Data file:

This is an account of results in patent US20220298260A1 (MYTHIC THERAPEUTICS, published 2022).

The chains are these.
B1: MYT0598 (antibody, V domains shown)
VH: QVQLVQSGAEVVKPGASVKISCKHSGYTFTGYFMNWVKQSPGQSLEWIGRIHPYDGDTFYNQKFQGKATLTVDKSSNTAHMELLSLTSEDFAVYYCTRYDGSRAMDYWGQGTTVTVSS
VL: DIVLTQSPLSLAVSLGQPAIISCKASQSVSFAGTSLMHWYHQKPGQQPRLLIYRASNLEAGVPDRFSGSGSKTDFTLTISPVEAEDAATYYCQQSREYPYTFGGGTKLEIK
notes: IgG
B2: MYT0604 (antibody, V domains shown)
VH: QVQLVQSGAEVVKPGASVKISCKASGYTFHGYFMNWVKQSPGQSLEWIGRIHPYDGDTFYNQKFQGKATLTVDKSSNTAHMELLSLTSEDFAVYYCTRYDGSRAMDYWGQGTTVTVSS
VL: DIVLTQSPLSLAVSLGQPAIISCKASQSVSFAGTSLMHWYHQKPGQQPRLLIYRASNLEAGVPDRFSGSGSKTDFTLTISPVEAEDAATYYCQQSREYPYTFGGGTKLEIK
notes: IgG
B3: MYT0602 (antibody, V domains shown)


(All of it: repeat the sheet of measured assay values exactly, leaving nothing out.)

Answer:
This is an account of results in patent US20220298260A1 (MYTHIC THERAPEUTICS, published 2022).

The chains are these.
B1: MYT0598 (antibody, V domains shown)
VH: QVQLVQSGAEVVKPGASVKISCKHSGYTFTGYFMNWVKQSPGQSLEWIGRIHPYDGDTFYNQKFQGKATLTVDKSSNTAHMELLSLTSEDFAVYYCTRYDGSRAMDYWGQGTTVTVSS
VL: DIVLTQSPLSLAVSLGQPAIISCKASQSVSFAGTSLMHWYHQKPGQQPRLLIYRASNLEAGVPDRFSGSGSKTDFTLTISPVEAEDAATYYCQQSREYPYTFGGGTKLEIK
notes: IgG
B2: MYT0604 (antibody, V domains shown)
VH: QVQLVQSGAEVVKPGASVKISCKASGYTFHGYFMNWVKQSPGQSLEWIGRIHPYDGDTFYNQKFQGKATLTVDKSSNTAHMELLSLTSEDFAVYYCTRYDGSRAMDYWGQGTTVTVSS
VL: DIVLTQSPLSLAVSLGQPAIISCKASQSVSFAGTSLMHWYHQKPGQQPRLLIYRASNLEAGVPDRFSGSGSKTDFTLTISPVEAEDAATYYCQQSREYPYTFGGGTKLEIK
notes: IgG
B3: MYT0602 (antibody, V domains shown)